In the corner of the bottom surface 215, sharing an edge with the first side surface 216 and the fourth side surface 218 of antenna 100 in FIG. 2, and separated from bottom feed area 262 by a second connection pad gap 263 is the second connection pad 264. Continuing on the bottom surface 215, opposite the second connection pad 264, also sharing an edge with the first side surface 216 and second side surface 218′ of the antenna 100, and separated from bottom feed area 262 by a first connection pad gap 261 is the first connection pad 260. The first connection pad 260 and the second connection pad 264 are roughly square in form with a side length approximately one-fourth to one-fifth that of dimension S1 of FIG. 1A.

Also on the bottom surface of antenna 100 is the third connection pad 250. The third connection pad 250 lies along the opposite edge of bottom surface 215 shared by the bottom feed area 262, first connection pad 260 and second connection pad 264. The third connection pad 250 extends along the entire length of antenna 100 in at least one direction along the third side surface 216′, e.g. from a first edge to an opposite edge. Thus, the third connection pad 250 has a long side length equal to width S1 shown in FIG. 1A. The short width can be approximately one-fourth to one-fifth that of length S2 shown in FIG. 1A. In the various different embodiments of the disclosure, metallic elements lie within the perimeter circumscribed by the first connection pad 260, second connection pad 264, and third connection pad 250. Such metallic elements, which may take various shapes, facilitate connection to external devices, electronics, and/or systems via SMT solder joints.

Numerous radiator geometries are possible and may be employed depending upon the desired performance characteristics of the antenna 100 disclosed herein. Turning to FIGS. 3A-J illustrations of several different possible metal radiator embodiments according to the disclosure is provided. Other shapes can be used without departing from the scope of the disclosure. Depicted are various views of geometries for the generic radiator 120 shown from the top surface 114 in FIG. 1A with the shaded area on each of the FIGS. 3A-3J representing a potential radiator configuration. Each of the radiators in FIGS. 3A-J are illustrated on a square substrate having a first side 304, a second side 306, a third side 310 and a fourth side 310 which provides relative context for the potential geometries. The first side 304 can correspond to the edge shared between the top surface 114 and first side surface 116 of the antenna 100 shown in FIG. 1A.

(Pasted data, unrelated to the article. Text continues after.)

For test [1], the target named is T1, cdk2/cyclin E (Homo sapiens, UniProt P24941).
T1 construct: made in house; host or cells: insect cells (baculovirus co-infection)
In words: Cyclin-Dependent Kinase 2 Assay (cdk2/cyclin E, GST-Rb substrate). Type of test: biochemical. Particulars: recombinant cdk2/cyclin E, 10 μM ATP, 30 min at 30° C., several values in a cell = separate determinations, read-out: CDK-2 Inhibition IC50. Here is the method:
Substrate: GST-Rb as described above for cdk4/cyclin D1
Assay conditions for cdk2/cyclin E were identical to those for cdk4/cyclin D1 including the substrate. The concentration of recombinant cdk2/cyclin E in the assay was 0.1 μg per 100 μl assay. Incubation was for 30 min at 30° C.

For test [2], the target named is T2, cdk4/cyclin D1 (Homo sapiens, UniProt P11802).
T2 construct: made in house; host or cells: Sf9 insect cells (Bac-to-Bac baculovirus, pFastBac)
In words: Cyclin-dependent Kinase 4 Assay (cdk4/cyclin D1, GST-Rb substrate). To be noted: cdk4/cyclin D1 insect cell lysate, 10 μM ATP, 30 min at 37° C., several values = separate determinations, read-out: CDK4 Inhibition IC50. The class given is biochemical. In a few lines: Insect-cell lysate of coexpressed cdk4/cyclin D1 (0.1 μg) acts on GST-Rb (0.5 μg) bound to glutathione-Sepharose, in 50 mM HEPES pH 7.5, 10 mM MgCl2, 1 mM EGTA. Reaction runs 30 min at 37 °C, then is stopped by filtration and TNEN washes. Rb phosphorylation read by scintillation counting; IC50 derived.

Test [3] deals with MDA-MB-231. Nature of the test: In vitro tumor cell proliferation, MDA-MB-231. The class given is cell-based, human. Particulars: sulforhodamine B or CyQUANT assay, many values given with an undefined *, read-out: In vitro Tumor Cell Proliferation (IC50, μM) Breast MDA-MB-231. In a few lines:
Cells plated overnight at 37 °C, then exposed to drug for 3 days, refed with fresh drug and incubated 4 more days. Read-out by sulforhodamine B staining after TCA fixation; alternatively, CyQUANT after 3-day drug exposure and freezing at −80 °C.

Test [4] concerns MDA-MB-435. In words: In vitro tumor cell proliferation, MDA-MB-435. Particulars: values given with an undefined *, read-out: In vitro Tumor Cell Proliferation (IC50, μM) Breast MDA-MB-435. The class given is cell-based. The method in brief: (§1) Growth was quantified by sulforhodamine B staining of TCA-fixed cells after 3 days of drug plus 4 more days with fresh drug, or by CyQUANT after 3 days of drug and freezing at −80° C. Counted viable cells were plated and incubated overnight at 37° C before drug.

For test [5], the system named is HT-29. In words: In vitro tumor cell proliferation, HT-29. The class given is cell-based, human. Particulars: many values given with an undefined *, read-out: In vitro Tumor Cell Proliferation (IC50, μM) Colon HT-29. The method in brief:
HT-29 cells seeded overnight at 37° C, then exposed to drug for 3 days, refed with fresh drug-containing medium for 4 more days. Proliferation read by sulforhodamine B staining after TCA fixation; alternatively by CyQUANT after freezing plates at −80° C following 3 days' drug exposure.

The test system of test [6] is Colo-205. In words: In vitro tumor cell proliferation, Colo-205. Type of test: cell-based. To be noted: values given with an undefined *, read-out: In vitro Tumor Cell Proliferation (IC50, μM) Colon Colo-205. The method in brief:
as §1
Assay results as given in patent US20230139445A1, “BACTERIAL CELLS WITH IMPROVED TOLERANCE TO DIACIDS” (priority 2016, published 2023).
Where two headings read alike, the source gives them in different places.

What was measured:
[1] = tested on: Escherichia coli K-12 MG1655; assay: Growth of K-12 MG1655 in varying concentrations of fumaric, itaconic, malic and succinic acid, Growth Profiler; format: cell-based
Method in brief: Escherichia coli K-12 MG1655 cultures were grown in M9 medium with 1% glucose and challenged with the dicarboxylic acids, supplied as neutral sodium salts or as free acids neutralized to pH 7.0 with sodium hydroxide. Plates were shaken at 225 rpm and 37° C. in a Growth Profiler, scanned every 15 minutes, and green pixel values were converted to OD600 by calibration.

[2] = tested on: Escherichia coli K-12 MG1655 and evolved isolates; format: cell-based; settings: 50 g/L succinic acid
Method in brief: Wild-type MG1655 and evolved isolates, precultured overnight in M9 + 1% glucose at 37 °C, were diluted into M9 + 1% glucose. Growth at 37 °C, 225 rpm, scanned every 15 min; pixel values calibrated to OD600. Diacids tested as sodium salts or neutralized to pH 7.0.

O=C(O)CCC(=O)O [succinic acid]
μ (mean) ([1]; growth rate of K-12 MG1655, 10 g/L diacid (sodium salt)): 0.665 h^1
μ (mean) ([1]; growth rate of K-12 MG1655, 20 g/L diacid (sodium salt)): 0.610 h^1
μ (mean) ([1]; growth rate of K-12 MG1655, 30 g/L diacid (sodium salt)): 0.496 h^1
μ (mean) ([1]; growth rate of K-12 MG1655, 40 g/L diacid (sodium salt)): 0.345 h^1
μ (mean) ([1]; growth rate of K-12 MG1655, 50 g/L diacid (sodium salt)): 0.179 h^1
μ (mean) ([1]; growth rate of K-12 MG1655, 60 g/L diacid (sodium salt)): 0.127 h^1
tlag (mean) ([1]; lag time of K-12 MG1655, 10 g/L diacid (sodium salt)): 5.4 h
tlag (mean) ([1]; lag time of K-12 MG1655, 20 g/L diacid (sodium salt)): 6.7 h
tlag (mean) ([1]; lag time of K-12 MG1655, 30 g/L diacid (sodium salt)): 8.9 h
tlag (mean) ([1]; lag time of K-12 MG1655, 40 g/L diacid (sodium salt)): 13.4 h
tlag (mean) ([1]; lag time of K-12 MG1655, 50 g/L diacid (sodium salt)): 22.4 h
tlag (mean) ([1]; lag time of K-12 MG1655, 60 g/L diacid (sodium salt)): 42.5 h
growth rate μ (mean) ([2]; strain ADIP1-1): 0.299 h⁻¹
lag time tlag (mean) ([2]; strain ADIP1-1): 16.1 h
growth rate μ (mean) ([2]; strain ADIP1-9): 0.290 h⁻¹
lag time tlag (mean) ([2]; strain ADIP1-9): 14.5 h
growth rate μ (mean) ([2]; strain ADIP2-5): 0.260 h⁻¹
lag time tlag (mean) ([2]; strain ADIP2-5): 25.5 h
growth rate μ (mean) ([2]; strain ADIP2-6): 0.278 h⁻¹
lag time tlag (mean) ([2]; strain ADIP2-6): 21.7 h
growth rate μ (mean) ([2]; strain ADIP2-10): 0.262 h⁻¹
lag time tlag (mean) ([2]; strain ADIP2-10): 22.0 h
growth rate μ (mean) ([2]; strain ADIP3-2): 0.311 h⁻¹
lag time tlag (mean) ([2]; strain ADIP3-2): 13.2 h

As will be appreciated by those skilled in the art, although the surface of FIGS. 3A-J are illustrated as square (i.e., positioned on a square substrate), where the width S1 is equal to the length S2, other configurations of the substrate can be used including configurations where the width S1 is not equal to the length S2, without departing from the scope of the disclosure as discussed above. Both the shape of the substrate and the shape of the radiator can be independently varied.

The first radiator configuration depicted in FIG. 3A is a square radiator 312 that covers the entire top surface 114 of a square substrate, such as the substrate that shown in FIG. 1A when the antenna has a dimension where S1=S2. If the width S1 did not equal the width S2, then the configuration illustrated in FIG. 3A, would illustrate, for example, a square radiator on a rectangular antenna substrate. Similarly, if the ceramic substrate is rectangular, the radiator could be rectangular and cover the entire top surface.

The second radiator configuration illustrated in FIG. 3B is a rectangular radiator 314 positioned on the square ceramic-substrate which does not cover the entire top surface. One side of the second radiator configuration lies along the first side 304. The length of the side of the rectangle which lies along first side 304 and that of its opposite side is less than dimension S1. The length of the other two sides of the rectangle comprising second radiator configuration can be the same as or less than dimension S2 (as illustrated). In the embodiment depicted, the resulting rectangle of second radiator configuration is centered between second side 306 and fourth side 310 of top surface 114 shown in FIG. 1A. Alternatively, second radiator configuration can be positioned off-center between second side 306 and fourth side 310 of the top surface 114 shown in FIG. 1A. A rectangular radiator could also be positioned to fully cover a rectangular surface of a rectangular substrate.